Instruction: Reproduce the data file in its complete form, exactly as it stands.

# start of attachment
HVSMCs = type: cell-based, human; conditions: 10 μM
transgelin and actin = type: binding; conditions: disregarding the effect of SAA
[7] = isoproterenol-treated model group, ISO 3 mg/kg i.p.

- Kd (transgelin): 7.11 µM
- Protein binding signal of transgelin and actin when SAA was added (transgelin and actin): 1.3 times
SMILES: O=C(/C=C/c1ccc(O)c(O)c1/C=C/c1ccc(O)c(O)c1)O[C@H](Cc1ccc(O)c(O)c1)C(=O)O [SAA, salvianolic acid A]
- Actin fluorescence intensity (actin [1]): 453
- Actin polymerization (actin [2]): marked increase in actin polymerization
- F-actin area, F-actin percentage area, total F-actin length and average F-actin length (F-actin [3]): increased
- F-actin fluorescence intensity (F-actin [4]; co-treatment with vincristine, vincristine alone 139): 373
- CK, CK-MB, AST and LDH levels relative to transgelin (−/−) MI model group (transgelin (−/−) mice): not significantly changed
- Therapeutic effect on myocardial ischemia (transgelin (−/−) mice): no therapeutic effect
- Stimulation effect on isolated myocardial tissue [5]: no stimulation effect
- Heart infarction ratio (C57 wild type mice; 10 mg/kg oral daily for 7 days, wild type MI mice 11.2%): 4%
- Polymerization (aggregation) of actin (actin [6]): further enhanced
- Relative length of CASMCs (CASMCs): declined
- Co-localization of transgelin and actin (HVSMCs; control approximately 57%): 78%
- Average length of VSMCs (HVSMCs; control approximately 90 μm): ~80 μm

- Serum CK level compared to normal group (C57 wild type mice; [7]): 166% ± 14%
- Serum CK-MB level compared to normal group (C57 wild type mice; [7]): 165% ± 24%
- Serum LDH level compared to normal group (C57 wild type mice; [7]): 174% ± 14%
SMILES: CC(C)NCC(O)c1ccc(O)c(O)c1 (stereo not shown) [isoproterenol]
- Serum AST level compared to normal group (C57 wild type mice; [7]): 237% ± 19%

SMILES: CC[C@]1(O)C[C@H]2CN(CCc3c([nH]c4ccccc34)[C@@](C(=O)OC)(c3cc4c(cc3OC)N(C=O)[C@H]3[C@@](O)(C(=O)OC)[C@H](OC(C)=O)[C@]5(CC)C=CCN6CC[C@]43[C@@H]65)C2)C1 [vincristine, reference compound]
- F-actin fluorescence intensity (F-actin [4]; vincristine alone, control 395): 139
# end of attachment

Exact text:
HVSMCs = type: cell-based, human; conditions: 10 μM
transgelin and actin = type: binding; conditions: disregarding the effect of SAA
[7] = isoproterenol-treated model group, ISO 3 mg/kg i.p.

- Kd (transgelin): 7.11 µM
- Protein binding signal of transgelin and actin when SAA was added (transgelin and actin): 1.3 times
SMILES: O=C(/C=C/c1ccc(O)c(O)c1/C=C/c1ccc(O)c(O)c1)O[C@H](Cc1ccc(O)c(O)c1)C(=O)O [SAA, salvianolic acid A]
- Actin fluorescence intensity (actin [1]): 453
- Actin polymerization (actin [2]): marked increase in actin polymerization
- F-actin area, F-actin percentage area, total F-actin length and average F-actin length (F-actin [3]): increased
- F-actin fluorescence intensity (F-actin [4]; co-treatment with vincristine, vincristine alone 139): 373
- CK, CK-MB, AST and LDH levels relative to transgelin (−/−) MI model group (transgelin (−/−) mice): not significantly changed
- Therapeutic effect on myocardial ischemia (transgelin (−/−) mice): no therapeutic effect
- Stimulation effect on isolated myocardial tissue [5]: no stimulation effect
- Heart infarction ratio (C57 wild type mice; 10 mg/kg oral daily for 7 days, wild type MI mice 11.2%): 4%
- Polymerization (aggregation) of actin (actin [6]): further enhanced
- Relative length of CASMCs (CASMCs): declined
- Co-localization of transgelin and actin (HVSMCs; control approximately 57%): 78%
- Average length of VSMCs (HVSMCs; control approximately 90 μm): ~80 μm

- Serum CK level compared to normal group (C57 wild type mice; [7]): 166% ± 14%
- Serum CK-MB level compared to normal group (C57 wild type mice; [7]): 165% ± 24%
- Serum LDH level compared to normal group (C57 wild type mice; [7]): 174% ± 14%
SMILES: CC(C)NCC(O)c1ccc(O)c(O)c1 (stereo not shown) [isoproterenol]
- Serum AST level compared to normal group (C57 wild type mice; [7]): 237% ± 19%

SMILES: CC[C@]1(O)C[C@H]2CN(CCc3c([nH]c4ccccc34)[C@@](C(=O)OC)(c3cc4c(cc3OC)N(C=O)[C@H]3[C@@](O)(C(=O)OC)[C@H](OC(C)=O)[C@]5(CC)C=CCN6CC[C@]43[C@@H]65)C2)C1 [vincristine, reference compound]
- F-actin fluorescence intensity (F-actin [4]; vincristine alone, control 395): 139